I’m a vociferous advocate for fast pace of play on the golf course, and absolutely and unapologetically abhor slow play. Loathe isn’t a strong enough word to adequately convey the vile hatred and low regard in which I hold golfers that are unnecessarily slow.
Just as Dante experienced seven distinct levels of hell, I discern the different and varying forms or causes of slow play and detest them along a spectrum. Least offensive to me is the systematically slow good player.
Posit: I don’t like it, but I do respect, a player that exercises the same painstakingly slow routine on each shot or putt. The more effective the system, or the better the player, the more slack I am willing to allow, and therefore hate this slow player the least. Plus, there really isn’t anything that I or anyone else can do to speed this player up.
On the other end of my personal spectrum of revulsion is the inconsiderate and/or oblivious golfer. I’ve developed enough self-control to no longer shout expletives to remind this slow player of my presence and infuriation, but I may mutter this under my breath while exhibiting obviously exasperated body language, hoping he or she will take notice.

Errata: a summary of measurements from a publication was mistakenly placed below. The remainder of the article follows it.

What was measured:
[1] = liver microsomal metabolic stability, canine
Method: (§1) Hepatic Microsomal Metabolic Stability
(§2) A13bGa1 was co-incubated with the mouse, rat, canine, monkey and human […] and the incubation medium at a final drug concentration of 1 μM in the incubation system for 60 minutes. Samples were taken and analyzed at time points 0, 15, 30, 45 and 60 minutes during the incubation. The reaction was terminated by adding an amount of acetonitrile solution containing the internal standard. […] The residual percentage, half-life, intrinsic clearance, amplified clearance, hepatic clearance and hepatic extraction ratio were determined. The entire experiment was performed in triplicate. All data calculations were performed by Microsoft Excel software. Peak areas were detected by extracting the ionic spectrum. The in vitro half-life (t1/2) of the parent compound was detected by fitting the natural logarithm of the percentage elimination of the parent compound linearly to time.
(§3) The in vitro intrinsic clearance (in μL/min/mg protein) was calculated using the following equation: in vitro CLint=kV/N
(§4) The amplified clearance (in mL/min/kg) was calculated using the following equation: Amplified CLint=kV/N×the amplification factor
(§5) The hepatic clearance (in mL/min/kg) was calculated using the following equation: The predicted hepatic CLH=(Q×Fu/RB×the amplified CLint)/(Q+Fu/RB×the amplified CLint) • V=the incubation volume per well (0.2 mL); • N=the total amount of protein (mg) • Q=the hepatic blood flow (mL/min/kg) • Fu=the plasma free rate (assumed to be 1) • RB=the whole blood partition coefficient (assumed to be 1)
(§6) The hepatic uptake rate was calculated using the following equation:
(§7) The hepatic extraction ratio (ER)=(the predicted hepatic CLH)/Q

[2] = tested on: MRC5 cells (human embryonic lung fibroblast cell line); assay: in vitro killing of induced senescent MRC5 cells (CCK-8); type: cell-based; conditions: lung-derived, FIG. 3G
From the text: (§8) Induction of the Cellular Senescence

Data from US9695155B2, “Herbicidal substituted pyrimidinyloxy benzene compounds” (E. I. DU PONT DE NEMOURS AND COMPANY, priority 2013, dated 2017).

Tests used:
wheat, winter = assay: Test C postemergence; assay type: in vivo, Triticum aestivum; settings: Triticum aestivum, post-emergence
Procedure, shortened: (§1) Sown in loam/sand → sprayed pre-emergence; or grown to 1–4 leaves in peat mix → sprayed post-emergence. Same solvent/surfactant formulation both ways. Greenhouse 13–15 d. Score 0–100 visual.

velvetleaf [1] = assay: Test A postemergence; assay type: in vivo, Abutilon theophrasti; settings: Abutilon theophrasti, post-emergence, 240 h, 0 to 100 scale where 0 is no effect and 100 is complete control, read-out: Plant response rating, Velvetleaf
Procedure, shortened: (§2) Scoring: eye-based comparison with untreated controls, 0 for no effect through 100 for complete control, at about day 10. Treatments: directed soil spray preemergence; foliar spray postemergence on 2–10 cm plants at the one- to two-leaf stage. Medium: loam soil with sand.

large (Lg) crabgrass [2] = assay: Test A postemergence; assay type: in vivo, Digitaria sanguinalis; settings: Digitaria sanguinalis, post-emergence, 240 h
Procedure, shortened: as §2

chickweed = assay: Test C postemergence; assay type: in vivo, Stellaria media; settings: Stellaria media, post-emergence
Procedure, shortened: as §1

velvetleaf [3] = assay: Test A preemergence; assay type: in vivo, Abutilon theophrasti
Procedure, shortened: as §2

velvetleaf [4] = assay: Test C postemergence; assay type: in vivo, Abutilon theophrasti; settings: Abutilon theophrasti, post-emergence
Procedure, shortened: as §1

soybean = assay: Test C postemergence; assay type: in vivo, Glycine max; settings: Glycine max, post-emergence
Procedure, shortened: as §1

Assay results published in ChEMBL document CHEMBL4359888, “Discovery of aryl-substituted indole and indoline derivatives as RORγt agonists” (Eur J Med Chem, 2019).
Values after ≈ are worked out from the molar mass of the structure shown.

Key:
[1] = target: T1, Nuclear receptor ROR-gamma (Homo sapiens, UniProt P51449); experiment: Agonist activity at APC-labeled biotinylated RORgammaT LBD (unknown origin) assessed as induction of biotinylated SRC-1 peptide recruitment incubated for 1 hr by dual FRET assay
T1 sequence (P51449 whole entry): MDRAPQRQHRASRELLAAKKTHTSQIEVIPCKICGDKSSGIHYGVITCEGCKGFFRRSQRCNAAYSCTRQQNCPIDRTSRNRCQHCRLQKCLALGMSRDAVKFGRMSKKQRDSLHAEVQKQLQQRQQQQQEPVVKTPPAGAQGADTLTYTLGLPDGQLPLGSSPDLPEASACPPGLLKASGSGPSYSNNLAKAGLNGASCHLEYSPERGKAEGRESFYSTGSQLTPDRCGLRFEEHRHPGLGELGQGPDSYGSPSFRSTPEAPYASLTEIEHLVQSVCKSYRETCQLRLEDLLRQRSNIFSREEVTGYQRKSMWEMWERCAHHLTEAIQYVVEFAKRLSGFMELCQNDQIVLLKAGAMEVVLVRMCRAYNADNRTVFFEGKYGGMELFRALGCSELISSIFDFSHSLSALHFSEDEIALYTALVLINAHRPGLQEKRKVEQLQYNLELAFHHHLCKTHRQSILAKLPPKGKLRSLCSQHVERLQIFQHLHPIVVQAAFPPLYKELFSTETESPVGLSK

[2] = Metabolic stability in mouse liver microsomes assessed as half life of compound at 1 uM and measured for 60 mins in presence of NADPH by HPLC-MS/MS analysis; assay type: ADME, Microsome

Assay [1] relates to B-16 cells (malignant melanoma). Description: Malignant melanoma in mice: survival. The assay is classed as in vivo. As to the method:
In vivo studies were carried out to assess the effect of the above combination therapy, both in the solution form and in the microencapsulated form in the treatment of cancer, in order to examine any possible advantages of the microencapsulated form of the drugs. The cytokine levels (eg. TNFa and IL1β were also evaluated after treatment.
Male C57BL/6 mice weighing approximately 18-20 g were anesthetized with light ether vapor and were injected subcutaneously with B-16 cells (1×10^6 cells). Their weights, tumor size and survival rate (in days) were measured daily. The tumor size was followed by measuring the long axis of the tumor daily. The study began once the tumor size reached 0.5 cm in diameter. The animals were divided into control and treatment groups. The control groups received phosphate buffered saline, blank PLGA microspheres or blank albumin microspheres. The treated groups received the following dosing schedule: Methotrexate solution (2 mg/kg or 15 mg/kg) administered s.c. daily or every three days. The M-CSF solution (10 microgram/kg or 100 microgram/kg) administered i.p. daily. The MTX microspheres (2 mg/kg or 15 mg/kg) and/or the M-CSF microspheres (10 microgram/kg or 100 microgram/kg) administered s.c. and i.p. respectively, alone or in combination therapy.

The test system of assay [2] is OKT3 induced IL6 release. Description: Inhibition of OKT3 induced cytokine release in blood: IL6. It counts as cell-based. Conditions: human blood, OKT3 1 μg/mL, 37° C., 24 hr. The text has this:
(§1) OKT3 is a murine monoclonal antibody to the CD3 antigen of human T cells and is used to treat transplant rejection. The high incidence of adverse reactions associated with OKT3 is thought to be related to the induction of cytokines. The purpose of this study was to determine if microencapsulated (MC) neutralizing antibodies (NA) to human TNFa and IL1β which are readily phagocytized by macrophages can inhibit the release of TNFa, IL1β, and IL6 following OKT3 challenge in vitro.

Perhaps the worst slow player may be a sub-group of the inconsiderate and oblivious golfer that has fallen prey to common myths that I think must be prevalent with the casual golfer. People that think it’s okay to play with five or six golfers in one group.
I’ve encountered both of these atrocities during rounds in recent weeks, and it really got my blood boiling. So I thought about why, other than pure selfishness and ignorance, people might continue to clog up golf courses by engaging in these shenanigans.
Instead of an origin for these fallacies, all I could come up with was the easy solution that isn’t a new innovation, but rather harken back to days gone bye: effective golf course rangers.
Myth No. 1: If we play as a five-some, we’ll play just as fast as a separate twosome and threesome would have.